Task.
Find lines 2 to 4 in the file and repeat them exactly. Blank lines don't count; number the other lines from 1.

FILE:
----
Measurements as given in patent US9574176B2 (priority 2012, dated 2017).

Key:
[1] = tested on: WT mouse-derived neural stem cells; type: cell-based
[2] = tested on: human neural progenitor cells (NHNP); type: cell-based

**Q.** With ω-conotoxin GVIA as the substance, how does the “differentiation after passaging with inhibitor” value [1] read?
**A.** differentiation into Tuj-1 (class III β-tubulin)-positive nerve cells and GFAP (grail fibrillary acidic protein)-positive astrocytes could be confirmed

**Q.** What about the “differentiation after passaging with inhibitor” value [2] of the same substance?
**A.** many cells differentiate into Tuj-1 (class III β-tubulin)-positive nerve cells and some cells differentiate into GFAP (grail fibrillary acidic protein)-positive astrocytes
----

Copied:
Key:
[1] = tested on: WT mouse-derived neural stem cells; type: cell-based
[2] = tested on: human neural progenitor cells (NHNP); type: cell-based